Despite improved diagnostic tools (e.g., imaging procedures and histologic/molecular workup), carcinoma of unknown primary site (CUP) remains a common clinical problem and represents 2–4% of all malignancies (Levi et al, 2002; van de Wouw et al, 2002). Histologically, adenocarcinoma (40–50%) and poorly differentiated carcinoma including poorly differentiated adenocarcinoma (30–40%) account for the vast majority of cases. In recent years comparable clinical behaviour of both groups was demonstrated and ‘treatable’ subsets were identified: resectable disease, squamous or poorly differentiated carcinoma in upper cervical nodes, women with axillary nodes (suggestive of occult breast cancer), women with peritoneal carcinomatosis (suggestive of occult ovarian cancer), young men with features of extragonadal germ cell cancer (young age, poorly differentiated carcinoma, midline presentation, multiple pulmonary nodules), neuroendocrine carcinoma, and possibly colon-cancer-type carcinoma (Varadhachary et al, 2008). Unfortunately, these subsets represent only 5–10% of cases (Pavlidis and Fizazi, 2005). In the remaining patients improved results with recent empiric therapies incorporating new chemotherapeutic agents have replaced the former attitude of widespread nihilism in the majority of oncologists.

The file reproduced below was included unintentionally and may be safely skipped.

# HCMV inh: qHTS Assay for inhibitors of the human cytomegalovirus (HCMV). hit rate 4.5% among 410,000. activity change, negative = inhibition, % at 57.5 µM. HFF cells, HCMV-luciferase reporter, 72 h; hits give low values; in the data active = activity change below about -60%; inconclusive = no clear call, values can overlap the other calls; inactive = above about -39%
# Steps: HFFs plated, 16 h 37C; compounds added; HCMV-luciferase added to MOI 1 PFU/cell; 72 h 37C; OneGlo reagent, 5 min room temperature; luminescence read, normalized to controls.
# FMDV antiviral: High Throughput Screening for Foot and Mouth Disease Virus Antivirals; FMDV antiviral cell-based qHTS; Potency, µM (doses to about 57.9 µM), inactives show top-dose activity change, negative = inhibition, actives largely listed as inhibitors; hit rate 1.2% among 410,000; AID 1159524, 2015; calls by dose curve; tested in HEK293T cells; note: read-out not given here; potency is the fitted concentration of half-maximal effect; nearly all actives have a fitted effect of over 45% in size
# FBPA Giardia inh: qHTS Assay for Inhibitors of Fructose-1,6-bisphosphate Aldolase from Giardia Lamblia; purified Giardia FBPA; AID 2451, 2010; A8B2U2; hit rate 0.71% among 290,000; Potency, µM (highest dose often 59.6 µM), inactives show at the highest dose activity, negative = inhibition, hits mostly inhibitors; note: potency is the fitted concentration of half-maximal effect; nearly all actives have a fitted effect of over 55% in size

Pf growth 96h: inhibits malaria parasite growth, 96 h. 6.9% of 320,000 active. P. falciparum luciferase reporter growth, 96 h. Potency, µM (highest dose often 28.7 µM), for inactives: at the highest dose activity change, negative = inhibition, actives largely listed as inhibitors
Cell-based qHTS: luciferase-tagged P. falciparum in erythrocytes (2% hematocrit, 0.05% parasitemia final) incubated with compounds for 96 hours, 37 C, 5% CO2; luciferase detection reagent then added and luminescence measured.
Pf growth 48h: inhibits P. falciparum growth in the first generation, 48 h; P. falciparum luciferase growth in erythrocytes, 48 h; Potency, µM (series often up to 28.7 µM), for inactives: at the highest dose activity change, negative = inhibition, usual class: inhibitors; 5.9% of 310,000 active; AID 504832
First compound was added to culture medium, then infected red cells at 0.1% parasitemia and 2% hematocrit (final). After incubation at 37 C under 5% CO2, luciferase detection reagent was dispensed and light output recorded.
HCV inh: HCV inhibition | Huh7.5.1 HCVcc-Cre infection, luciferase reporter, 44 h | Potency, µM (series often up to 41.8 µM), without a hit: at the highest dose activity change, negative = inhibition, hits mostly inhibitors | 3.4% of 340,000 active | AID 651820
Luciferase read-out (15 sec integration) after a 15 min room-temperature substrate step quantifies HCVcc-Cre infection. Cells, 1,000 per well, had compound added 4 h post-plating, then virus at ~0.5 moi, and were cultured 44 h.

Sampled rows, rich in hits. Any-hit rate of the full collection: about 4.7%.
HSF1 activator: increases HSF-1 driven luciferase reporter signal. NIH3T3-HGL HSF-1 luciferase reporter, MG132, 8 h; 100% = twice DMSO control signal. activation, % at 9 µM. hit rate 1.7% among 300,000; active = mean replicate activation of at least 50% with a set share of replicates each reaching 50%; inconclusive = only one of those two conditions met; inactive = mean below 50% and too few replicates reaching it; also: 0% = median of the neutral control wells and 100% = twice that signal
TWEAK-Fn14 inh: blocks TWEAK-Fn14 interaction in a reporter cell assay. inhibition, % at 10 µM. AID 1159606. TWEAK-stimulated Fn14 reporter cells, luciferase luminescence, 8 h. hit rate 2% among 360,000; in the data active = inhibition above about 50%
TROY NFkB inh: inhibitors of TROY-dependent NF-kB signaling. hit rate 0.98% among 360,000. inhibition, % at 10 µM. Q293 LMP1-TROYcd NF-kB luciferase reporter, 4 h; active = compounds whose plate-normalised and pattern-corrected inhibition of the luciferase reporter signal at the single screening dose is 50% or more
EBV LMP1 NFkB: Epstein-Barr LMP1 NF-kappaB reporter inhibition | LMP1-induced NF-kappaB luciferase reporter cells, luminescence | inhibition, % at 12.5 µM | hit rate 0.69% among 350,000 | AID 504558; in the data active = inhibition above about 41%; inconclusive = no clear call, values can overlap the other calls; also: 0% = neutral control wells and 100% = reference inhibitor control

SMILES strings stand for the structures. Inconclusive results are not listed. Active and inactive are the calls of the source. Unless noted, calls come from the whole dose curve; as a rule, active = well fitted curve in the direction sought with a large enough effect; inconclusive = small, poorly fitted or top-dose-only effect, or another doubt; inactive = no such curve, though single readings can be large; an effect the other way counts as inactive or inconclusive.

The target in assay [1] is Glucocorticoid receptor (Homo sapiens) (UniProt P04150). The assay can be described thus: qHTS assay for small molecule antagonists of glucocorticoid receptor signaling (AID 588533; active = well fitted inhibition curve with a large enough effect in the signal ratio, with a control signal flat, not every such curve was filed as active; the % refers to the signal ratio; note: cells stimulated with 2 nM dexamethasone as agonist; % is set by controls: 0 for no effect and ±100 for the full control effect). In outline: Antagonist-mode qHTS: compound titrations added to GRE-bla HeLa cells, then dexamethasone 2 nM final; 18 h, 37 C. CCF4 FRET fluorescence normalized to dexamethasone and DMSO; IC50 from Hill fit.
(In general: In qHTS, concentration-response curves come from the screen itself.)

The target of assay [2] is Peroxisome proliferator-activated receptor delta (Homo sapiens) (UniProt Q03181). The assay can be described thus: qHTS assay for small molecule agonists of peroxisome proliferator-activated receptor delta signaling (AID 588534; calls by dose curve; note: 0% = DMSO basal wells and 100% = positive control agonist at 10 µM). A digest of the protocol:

Platinum/taxane combinations are widely used in patients with CUP, yielding response rates of about 30% and a median survival of 9–11 months in selected patients in large phase II studies (Hainsworth et al, 1997; Greco et al, 2002). Gemcitabine has shown efficacy in second-line treatment and has recently been incorporated in first-line regimen. Combined with cisplatin the response rate was 55% with a median survival of 8 months (Culine et al, 2003). The combination with carboplatin resulted in a 31% response rate with equal survival (Pittman et al, 2006). Gemcitabine in combination with docetaxel yielded a response rate of 40% with a median survival of 10 months (Pouessel et al, 2004). Vinorelbine has proven efficacy in many malignancies, especially non-small cell lung cancer (NSCLC) and breast cancer, with only anecdotal experience in CUP syndrome.

To date only eight randomised trials have been published in CUP syndrome, none of these addressing the efficacy of platinum/taxane combinations (Fizazi and Schmoll, 2006). This study was designed to investigate carboplatin/paclitaxel and the non-platinum non-taxane regimen gemcitabine/vinorelbine in a prospective randomised multicenter phase II trial.